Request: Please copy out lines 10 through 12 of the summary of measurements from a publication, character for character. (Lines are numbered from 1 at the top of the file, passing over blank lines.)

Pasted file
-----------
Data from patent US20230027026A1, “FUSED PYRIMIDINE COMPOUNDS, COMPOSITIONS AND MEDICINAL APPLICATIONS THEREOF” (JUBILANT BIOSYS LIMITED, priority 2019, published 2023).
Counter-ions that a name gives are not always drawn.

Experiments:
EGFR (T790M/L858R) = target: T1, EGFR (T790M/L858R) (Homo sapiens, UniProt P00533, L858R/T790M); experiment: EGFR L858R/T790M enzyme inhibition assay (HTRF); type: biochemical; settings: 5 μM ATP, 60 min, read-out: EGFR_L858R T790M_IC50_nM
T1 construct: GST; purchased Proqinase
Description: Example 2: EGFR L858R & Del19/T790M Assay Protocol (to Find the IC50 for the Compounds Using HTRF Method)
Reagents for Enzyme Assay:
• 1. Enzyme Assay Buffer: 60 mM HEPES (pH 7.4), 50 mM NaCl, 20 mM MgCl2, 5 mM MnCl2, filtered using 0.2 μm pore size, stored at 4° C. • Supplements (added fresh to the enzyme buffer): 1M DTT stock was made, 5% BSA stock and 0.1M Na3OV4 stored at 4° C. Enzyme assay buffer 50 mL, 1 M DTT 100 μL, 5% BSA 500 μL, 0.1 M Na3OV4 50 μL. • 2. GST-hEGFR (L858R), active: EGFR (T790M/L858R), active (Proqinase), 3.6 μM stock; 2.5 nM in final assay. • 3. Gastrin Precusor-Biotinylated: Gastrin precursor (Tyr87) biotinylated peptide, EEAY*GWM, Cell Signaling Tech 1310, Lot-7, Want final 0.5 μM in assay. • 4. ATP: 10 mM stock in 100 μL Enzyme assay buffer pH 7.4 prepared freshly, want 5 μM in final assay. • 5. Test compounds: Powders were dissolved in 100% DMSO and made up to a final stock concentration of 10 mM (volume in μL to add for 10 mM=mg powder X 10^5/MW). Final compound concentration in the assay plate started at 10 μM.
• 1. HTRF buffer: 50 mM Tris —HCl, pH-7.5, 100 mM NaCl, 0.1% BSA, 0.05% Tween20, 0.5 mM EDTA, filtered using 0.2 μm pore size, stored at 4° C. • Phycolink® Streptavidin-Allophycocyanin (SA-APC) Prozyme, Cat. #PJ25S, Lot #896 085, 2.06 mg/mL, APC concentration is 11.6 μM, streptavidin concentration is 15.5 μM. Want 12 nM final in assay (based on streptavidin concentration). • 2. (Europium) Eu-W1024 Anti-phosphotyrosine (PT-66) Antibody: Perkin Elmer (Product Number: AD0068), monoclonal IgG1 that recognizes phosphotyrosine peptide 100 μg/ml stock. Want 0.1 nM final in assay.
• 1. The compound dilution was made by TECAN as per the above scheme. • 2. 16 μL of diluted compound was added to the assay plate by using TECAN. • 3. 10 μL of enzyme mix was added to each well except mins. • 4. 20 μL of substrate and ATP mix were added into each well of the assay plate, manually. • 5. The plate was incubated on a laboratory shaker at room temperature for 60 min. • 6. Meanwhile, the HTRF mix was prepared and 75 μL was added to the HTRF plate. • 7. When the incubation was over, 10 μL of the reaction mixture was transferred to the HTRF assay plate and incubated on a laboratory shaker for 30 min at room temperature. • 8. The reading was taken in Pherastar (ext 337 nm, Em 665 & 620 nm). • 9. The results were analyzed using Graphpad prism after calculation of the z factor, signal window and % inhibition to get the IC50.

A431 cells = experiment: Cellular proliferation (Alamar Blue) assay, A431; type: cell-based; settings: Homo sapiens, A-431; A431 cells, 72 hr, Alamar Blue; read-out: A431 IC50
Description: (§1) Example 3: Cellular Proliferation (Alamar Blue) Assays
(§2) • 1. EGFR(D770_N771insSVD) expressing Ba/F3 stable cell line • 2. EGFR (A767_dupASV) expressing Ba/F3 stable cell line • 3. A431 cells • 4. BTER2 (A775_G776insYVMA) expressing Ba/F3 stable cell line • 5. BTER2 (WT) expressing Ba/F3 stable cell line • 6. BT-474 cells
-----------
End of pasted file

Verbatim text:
• 1. The compound dilution was made by TECAN as per the above scheme. • 2. 16 μL of diluted compound was added to the assay plate by using TECAN. • 3. 10 μL of enzyme mix was added to each well except mins. • 4. 20 μL of substrate and ATP mix were added into each well of the assay plate, manually. • 5. The plate was incubated on a laboratory shaker at room temperature for 60 min. • 6. Meanwhile, the HTRF mix was prepared and 75 μL was added to the HTRF plate. • 7. When the incubation was over, 10 μL of the reaction mixture was transferred to the HTRF assay plate and incubated on a laboratory shaker for 30 min at room temperature. • 8. The reading was taken in Pherastar (ext 337 nm, Em 665 & 620 nm). • 9. The results were analyzed using Graphpad prism after calculation of the z factor, signal window and % inhibition to get the IC50.

A431 cells = experiment: Cellular proliferation (Alamar Blue) assay, A431; type: cell-based; settings: Homo sapiens, A-431; A431 cells, 72 hr, Alamar Blue; read-out: A431 IC50
Description: (§1) Example 3: Cellular Proliferation (Alamar Blue) Assays